Bud Light

On Friday 22 January Bud Light released this 30-second ad, ‘The Bud Light Party is Coming’, featuring comedians Amy Schumer and Seth Rogen getting ready for a mock-election rally for the Bud Light Party.

The idea, which plays on the upcoming US Presidential elections, will form part of a long campaign that will kick off properly with the broadcast Super Bowl ad, according to the beer brand.


The peanut butter and chocolate bar, owned by Nestlé, came out almost two months before the game with a spectacular way of announcing it would be placing an ad in CBS’ Super Bowl TV coverage.

It used live video platform Periscope to show the announcement being delivered by a skydiver during a jump from 12,000 feet.

The campaign idea of ‘Bolder Than Bold’ has been brought to life before the game using the Paddy Power-esque approach of encouraging NFL players to break the rules on excessive points celebrations by promising to pay their fines.

And it has parlayed this into video content by teaming up with former NFL star Terrell Owens to challenge New Yorkers to show off their ‘Bolder Than Bold’ celebrations.


Doritos is a master at extending the life of its Super Bowl activity with its well-established user-generated ads competition ‘Crash the Super Bowl’. However, it is retiring the contest after this, its tenth year.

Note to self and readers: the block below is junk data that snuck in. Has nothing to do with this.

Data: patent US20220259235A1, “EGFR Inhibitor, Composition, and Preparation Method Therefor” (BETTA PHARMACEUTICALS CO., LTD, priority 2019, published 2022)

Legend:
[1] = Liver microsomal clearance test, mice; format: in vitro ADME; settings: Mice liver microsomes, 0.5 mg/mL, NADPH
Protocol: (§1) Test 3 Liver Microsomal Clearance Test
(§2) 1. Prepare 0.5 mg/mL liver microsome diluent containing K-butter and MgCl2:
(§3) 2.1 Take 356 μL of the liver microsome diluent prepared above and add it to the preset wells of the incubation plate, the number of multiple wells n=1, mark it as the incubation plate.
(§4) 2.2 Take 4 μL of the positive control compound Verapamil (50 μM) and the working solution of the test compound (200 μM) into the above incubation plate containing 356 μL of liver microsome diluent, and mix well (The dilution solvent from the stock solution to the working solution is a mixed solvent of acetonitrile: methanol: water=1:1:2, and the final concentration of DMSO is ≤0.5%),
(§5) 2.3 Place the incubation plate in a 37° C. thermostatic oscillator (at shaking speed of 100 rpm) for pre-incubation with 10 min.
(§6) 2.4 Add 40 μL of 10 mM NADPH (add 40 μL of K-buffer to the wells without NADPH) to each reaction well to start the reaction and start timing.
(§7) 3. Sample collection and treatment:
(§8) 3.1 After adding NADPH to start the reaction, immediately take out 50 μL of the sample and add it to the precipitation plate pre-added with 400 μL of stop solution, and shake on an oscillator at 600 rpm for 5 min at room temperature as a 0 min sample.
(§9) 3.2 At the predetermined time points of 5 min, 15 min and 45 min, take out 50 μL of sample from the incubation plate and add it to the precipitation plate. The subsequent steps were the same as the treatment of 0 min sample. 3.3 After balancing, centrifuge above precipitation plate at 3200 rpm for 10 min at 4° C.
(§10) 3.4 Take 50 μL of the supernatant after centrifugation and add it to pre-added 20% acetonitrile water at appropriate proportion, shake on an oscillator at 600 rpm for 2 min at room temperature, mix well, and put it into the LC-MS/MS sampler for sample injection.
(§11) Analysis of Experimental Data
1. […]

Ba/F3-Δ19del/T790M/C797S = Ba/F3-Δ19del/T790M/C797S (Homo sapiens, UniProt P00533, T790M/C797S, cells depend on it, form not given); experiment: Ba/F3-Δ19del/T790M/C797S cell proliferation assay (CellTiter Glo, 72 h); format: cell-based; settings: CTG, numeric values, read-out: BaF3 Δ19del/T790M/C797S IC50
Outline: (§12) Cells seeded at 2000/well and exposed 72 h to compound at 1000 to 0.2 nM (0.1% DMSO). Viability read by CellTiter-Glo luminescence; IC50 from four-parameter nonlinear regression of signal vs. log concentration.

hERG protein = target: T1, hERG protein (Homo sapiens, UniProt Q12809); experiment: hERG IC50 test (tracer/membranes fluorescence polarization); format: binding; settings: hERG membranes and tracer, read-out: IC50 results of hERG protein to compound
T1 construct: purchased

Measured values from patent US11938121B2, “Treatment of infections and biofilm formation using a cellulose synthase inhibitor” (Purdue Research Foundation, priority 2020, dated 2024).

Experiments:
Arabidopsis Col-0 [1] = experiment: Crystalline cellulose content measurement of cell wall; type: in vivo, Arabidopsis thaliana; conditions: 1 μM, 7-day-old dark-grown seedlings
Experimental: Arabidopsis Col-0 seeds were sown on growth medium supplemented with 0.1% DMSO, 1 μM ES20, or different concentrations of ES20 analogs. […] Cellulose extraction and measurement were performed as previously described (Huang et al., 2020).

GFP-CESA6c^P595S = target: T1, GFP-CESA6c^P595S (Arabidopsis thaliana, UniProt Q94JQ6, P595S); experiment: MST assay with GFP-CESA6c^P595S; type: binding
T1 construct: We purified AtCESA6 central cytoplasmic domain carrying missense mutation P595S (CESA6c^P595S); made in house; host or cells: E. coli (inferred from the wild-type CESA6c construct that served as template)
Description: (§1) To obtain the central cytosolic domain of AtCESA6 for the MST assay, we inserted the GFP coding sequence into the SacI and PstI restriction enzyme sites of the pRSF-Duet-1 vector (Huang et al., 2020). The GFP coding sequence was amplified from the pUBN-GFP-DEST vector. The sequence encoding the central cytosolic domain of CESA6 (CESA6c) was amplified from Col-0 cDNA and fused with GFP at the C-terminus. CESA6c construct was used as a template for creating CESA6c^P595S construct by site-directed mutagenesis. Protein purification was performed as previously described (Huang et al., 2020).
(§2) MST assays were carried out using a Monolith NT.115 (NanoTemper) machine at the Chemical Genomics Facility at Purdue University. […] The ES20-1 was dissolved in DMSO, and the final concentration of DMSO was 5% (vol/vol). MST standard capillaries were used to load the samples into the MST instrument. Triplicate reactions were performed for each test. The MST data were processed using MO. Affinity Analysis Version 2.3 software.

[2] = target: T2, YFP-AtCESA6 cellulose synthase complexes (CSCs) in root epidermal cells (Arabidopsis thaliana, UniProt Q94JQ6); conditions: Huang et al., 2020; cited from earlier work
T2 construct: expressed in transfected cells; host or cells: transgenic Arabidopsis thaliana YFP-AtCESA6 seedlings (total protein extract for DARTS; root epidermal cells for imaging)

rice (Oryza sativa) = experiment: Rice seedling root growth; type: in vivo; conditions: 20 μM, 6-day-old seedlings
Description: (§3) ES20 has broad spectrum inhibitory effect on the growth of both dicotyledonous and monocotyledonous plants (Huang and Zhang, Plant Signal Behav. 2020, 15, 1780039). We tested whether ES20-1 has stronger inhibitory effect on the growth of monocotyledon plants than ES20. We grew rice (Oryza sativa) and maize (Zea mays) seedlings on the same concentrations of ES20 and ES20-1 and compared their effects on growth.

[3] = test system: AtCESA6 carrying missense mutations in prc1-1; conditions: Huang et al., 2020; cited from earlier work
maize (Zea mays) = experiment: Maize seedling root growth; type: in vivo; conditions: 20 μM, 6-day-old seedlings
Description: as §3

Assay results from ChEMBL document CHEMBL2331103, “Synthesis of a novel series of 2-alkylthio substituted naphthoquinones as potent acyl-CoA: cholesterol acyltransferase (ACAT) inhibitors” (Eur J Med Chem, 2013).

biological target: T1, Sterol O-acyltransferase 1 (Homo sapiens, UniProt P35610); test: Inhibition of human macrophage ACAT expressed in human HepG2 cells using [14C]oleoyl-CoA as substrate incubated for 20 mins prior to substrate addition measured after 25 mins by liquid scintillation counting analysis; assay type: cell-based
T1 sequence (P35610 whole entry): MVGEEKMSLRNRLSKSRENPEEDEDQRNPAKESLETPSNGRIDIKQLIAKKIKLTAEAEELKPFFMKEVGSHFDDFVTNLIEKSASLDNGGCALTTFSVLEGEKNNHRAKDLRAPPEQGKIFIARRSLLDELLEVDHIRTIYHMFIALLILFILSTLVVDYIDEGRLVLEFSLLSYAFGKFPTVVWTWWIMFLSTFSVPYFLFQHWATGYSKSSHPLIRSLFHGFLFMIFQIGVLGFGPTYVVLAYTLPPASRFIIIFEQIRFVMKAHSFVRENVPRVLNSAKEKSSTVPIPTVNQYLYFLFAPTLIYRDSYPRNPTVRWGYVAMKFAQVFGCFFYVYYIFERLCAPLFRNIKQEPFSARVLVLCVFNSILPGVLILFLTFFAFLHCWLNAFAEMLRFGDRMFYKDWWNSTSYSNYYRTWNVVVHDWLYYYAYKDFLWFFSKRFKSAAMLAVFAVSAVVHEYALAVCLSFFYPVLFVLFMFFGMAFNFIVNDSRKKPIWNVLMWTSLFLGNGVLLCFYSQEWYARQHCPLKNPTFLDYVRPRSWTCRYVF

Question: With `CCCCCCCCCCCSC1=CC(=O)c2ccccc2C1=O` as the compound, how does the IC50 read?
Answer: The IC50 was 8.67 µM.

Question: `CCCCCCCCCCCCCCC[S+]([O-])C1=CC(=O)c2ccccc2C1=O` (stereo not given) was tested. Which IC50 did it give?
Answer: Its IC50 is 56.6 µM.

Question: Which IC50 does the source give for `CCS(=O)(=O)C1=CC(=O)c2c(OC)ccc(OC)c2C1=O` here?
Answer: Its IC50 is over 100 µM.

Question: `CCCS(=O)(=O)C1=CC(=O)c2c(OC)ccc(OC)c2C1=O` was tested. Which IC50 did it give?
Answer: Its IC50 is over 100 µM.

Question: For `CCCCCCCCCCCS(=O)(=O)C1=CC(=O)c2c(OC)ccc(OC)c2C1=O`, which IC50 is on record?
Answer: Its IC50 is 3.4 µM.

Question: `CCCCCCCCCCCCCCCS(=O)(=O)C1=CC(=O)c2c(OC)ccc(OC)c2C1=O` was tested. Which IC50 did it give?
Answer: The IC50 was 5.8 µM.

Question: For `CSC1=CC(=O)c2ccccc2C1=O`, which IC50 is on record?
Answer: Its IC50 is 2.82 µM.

On 4 January the PepsiCo-owned brand revealed the three shortlisted ads that will face a public vote to decide which one gets shown during the game. Here's one:


The Korean carmaker, which announced in December it would make four ads with four famous directors, released this atmospheric short video called 'The Chase' on 25 January.

It followed this up the next day with 'Ryanville'.


Living up to its reputation for economy, the car brand has so far limited its teaser activity to this tweet featuring a still from its upcoming Super Bowl ad with actor Christopher Walken.

Kraft Heinz

The food giant is being mysterious about its Super Bowl ad, offering just a pixellated image and this blurb.

"Everyone knows and loves the great taste of Heinz Ketchup, and we wanted to introduce the world to the rest of the great tasting family in a campaign called #MeettheKetchups."


If you can get Liam Neeson to appear in your ad, you want the world to know about it. It’s not clear what else this 15-second spot is telling us, but isn’t that the art of the teaser?


Mini is apparently using its 30 seconds of airtime (at an average cost of $5m) during the game to talk about how its car defies the labels put on it, such as ‘small’.

A complicated idea to get across, perhaps why the brand has also produced a series of six online films featuring famous people talking how they have defied their labels and how Mini is like them.

They feature tennis player Serena Williams, rapper T-Pain, former baseball pitcher Randy Johnson, skateboard Tony Hawk, former footballer Abby Wambach, and actor/producer Harvey Keitel.

Mountain Dew

On 25 January the soft-drink brand released a short video showing a half-baby, half-monkey creature in a bouncer looking at its watch. The link with the Super Bowl is in the soundtrack and in the date on the end-frame.


Pepsi sponsors the famous Halftime Show during the game, and it was announced on 3 December that Coldplay would perform.